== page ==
Judge (policy debate)
A judge refers to the individual responsible for determining the winner and loser of a policy debate round as well as assessing the relative merit of the participant speakers. Judges must resolve the complex issues presented in short time while, ideally, avoiding inserting their own personal beliefs that might cloud impartiality.
The judge has the responsibility of not only voting for the side that he or she thinks won the round, but also giving each speaker "speaker points." This standard speaker points comprise a numerical evaluation of the debater's speaking skills ranging from 1–30. The standard variation on this basic scale is 25–29.5, with 30s often reserved for near-perfect speakers. Half points are allowed, such as 26.5, and at the end of some debate tournaments the best speakers are often recognized. At most tournaments, the teams who "break" into elimination rounds - where the winner of the entire tournament will be decided by single-round elimination - are selected primarily by win-loss record, with ties broken and match-ups determined by speaker points.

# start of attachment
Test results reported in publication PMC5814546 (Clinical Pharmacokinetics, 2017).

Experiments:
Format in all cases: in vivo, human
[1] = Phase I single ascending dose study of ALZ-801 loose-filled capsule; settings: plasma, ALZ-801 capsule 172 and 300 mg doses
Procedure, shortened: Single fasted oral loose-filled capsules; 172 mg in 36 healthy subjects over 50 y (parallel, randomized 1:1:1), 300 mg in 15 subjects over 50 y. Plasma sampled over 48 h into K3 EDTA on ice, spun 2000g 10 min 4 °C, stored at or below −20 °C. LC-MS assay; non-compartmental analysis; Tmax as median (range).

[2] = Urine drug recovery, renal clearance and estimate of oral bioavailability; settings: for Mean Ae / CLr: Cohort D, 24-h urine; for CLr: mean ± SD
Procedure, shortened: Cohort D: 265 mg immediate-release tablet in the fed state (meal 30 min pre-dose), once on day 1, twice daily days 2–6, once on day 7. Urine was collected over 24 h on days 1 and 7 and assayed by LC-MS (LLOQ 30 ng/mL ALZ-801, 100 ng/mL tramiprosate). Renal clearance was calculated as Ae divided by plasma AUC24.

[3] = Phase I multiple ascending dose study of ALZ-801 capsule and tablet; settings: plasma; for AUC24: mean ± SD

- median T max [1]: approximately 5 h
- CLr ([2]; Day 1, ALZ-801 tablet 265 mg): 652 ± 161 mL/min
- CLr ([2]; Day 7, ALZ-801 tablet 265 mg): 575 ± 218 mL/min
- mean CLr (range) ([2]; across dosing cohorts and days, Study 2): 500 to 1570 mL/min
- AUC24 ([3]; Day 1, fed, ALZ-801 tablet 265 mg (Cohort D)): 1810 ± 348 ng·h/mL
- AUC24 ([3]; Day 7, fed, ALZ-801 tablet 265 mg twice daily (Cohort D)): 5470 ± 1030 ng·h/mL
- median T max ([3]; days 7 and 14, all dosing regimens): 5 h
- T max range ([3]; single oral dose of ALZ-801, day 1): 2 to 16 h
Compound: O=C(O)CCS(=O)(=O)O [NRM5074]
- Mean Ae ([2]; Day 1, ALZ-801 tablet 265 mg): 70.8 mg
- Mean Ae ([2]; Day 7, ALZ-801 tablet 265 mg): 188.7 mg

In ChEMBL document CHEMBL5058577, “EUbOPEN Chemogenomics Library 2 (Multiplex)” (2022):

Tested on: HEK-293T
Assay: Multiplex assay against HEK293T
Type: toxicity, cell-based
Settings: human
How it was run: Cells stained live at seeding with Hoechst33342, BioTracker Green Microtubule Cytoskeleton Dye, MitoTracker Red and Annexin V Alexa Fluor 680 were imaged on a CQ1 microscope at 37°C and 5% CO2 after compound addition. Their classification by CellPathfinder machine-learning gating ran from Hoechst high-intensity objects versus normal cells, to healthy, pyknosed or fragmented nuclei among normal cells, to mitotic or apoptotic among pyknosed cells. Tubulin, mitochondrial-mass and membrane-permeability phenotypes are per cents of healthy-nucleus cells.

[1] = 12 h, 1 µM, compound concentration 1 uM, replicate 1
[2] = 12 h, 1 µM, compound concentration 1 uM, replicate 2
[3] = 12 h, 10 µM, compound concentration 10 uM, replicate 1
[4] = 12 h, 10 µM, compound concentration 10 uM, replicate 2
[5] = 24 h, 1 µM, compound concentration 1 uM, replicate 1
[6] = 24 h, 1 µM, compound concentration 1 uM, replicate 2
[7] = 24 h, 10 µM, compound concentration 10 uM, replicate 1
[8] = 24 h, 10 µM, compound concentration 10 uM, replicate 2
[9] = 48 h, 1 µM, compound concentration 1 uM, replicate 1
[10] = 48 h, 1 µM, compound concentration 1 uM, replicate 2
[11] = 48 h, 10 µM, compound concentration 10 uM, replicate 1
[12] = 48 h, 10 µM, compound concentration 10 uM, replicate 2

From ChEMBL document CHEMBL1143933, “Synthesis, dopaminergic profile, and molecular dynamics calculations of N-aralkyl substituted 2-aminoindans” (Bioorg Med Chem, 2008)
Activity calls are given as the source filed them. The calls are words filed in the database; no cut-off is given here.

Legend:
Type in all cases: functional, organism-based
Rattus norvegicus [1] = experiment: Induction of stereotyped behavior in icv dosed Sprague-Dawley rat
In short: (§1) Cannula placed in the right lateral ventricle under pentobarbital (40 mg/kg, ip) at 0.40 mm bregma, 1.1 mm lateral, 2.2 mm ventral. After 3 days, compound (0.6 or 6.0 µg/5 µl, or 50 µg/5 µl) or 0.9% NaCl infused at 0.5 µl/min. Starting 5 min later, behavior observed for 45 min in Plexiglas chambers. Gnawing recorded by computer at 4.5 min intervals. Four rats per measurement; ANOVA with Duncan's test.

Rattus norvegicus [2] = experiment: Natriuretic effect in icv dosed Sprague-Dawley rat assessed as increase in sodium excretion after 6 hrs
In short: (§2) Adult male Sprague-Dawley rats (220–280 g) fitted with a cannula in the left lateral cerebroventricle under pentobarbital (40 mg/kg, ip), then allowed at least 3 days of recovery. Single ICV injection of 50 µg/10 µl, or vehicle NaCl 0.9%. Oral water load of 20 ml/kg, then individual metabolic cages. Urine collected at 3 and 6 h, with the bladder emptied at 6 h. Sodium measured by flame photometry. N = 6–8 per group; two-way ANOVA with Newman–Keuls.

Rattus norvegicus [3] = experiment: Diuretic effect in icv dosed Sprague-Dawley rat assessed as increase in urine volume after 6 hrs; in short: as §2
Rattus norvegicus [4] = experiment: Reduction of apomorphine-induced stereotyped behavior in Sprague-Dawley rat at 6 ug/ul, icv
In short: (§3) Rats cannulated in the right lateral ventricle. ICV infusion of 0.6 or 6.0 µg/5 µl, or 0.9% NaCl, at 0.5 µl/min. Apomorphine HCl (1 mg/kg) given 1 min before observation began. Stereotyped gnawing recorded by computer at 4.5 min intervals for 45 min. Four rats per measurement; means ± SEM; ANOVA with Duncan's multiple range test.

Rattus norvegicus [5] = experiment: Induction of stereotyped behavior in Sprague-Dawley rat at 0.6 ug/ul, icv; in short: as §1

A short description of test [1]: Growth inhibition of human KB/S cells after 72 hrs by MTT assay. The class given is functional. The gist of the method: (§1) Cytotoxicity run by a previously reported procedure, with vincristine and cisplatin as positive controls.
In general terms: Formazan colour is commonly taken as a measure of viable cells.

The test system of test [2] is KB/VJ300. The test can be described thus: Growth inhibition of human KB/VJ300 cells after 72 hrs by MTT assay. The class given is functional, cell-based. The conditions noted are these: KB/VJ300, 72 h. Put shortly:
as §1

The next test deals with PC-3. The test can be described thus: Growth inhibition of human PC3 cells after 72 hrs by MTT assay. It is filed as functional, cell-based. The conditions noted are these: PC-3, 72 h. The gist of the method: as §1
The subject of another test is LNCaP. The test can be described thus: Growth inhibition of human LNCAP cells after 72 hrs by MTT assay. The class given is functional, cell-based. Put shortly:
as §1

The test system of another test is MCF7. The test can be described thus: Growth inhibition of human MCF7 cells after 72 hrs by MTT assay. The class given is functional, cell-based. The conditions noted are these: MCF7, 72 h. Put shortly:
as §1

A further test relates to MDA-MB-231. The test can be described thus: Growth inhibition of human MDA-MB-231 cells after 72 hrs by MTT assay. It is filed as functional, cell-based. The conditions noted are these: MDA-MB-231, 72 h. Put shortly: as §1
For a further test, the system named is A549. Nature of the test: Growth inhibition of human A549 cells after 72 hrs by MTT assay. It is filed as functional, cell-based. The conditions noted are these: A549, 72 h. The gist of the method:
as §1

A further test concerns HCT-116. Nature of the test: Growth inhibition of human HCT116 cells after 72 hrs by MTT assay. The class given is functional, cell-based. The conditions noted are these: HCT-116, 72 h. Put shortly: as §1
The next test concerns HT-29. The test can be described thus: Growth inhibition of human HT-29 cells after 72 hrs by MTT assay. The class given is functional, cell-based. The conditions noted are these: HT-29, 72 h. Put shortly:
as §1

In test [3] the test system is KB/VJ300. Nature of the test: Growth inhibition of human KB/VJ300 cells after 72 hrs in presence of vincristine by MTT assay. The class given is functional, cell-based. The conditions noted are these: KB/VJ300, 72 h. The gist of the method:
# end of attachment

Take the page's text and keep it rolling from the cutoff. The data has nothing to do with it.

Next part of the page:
Some circuits see lay or inexperienced judges recruited from the community as an important "part of the game." Debaters in these circuits must be able to adapt from presentations to individuals with no debate experience at all, to judges who have themselves been debaters. This use of lay judges significantly impacts delivery and argumentation as the rapid-fire style and complex debate-theory arguments are frequently incomprehensible to lay judges. For this reason, other circuits restrict policy debate judging to qualified judges, generally ex-debaters. The use of lay judges, and its impact in speed, presentation and argumentation is a source of great controversy in the US high school debate community.